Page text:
In the early 18th century landscape gardening entered another design style. William Kent and Lancelot "Capability Brown" brought the Landscape garden style into popularity. Lawns appeared to flow from the garden into the outer reaches of the estate landscape. The open "English style" of parkland first spread across Britain and Ireland, and then across Europe, such as the Garden à la française being replaced by the French landscape garden.

In the United States it was not until after the Civil War in the 1870s that lawns began to appear beyond affluent properties and city parks. Most had neither the hired labor or leisure time to cut a field of grass with scythes, and most raised vegetables and flowers. During the Victorian era, as more plants were introduced and available horticulturally in Europe, lawns became smaller as flower beds were created and filled with perennials, sculptures, and water features. At the end of the 19th century suburban development with land around residences began, and along with sprinkler technology, improved and mass produced lawn mowers, new expectations about gardens, and a shorter working weeks; lawns came of age in the U.S. and northern Europe. Through the 20th century Western landscape influence brought the lawn to many parts of the world.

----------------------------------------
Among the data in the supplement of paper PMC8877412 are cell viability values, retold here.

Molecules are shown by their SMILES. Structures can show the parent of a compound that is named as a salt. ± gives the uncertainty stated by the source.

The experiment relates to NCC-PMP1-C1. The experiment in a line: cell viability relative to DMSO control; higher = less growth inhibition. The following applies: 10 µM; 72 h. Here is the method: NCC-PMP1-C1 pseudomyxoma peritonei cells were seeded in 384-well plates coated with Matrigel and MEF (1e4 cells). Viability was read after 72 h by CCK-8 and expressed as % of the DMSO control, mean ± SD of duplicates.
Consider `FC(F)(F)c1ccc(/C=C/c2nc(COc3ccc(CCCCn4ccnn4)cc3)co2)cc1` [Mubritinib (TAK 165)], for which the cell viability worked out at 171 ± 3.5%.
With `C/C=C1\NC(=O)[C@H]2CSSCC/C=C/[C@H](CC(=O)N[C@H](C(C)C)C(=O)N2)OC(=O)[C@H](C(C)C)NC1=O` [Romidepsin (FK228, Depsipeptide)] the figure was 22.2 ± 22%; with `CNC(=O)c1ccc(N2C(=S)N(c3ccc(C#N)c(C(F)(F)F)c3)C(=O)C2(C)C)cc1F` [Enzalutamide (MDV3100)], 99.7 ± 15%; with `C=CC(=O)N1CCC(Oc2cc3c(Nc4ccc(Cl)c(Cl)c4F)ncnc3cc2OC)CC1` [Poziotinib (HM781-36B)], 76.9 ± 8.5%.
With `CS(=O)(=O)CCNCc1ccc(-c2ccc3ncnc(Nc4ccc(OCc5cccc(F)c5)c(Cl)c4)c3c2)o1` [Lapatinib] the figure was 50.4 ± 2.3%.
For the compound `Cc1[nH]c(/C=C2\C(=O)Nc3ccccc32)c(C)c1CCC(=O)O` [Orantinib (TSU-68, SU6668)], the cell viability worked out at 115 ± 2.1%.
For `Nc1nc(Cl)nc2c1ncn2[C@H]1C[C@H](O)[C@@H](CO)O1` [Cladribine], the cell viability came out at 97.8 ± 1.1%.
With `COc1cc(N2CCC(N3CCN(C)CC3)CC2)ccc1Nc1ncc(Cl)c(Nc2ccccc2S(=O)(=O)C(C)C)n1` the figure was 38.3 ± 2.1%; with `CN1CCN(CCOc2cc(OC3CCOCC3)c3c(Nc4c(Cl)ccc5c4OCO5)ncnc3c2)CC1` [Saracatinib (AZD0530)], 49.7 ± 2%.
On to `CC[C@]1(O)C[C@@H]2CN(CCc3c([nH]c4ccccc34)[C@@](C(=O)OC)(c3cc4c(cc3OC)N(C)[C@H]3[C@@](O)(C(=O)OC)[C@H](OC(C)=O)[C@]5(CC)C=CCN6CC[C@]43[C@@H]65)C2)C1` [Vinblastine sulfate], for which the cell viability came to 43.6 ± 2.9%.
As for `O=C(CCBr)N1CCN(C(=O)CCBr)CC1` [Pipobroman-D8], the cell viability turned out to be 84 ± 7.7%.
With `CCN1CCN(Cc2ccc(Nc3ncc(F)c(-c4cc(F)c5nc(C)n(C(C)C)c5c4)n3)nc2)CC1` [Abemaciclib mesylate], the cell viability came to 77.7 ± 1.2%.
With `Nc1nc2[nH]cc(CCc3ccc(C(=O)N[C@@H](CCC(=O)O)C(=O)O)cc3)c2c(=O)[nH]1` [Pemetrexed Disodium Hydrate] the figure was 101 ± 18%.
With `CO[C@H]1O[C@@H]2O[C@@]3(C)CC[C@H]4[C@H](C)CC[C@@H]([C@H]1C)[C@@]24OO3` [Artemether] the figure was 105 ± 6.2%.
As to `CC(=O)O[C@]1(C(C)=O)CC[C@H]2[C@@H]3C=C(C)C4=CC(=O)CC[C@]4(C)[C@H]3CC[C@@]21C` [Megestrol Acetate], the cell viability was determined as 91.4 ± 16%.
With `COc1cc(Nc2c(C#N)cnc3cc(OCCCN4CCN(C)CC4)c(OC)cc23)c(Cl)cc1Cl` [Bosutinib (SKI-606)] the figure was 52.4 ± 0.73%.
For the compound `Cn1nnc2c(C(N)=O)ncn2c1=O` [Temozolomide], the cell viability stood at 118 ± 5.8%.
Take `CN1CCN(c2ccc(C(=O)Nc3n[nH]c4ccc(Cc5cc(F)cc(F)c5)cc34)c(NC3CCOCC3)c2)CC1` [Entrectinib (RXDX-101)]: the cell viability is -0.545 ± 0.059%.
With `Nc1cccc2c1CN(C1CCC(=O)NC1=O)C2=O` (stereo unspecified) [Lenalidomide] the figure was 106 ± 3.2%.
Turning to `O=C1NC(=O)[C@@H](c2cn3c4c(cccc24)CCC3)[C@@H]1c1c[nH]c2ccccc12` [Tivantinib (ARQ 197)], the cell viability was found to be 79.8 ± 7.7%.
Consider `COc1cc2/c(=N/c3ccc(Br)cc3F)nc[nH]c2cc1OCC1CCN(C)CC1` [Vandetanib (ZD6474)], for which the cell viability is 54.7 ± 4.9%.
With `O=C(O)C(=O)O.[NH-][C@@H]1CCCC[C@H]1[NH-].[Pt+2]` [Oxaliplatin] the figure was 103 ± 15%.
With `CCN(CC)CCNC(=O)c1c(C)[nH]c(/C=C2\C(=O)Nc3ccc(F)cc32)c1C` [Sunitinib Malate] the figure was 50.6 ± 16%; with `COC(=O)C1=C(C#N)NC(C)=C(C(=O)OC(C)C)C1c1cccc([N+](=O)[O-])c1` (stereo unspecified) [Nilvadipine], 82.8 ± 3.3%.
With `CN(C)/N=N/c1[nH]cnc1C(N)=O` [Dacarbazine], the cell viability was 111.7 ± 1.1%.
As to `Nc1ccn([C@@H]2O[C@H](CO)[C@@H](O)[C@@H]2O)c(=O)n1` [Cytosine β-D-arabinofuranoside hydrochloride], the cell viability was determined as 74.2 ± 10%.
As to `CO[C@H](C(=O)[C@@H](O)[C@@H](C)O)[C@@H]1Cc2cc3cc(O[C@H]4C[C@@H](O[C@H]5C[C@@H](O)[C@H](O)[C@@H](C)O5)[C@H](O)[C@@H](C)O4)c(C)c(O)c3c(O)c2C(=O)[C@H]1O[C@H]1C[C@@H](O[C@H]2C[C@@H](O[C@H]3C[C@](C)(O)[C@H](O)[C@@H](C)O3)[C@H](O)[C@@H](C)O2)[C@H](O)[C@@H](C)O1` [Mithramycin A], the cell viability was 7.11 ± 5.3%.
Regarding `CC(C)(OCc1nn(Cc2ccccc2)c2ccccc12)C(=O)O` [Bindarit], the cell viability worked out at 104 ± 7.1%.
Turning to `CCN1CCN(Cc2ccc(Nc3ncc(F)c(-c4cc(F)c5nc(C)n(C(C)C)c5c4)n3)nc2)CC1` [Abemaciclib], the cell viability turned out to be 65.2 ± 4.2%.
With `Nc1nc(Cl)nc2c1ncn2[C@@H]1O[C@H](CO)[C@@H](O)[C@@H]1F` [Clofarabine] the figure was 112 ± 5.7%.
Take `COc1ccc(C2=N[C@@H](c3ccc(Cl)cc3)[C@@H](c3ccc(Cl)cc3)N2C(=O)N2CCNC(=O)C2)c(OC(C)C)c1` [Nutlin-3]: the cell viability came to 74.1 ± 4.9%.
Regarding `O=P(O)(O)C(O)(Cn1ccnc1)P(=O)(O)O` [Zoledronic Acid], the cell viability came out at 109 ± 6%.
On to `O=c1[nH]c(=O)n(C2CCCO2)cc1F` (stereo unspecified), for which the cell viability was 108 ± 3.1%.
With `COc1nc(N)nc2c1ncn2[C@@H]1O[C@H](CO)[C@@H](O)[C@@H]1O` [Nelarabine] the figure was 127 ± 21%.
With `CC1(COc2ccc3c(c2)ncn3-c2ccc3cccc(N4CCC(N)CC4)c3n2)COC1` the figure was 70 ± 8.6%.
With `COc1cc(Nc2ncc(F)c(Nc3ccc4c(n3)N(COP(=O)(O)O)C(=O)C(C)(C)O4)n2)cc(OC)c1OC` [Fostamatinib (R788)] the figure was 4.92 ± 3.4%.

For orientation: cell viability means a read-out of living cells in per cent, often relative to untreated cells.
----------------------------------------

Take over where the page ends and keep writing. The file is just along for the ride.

Saturday, October 22, 2011

Seersucker

Seersucker is a thin, all-cotton fabric, commonly striped or checkered, used to make clothing for spring and summer wear. The word came into English from Hindustani (Urdu and Hindi), which originates from the Persian words "shir o shekar," meaning "milk and sugar", probably from the resemblance of its smooth and rough stripes to the smooth surface of milk and bumpy texture of sugar. Seersucker is woven in such a way that some threads bunch together, giving the fabric a wrinkled appearance in places. This feature causes the fabric to be mostly held away from the skin when worn, facilitating improved heat dissipation and air circulation. It also means that pressing is not necessary.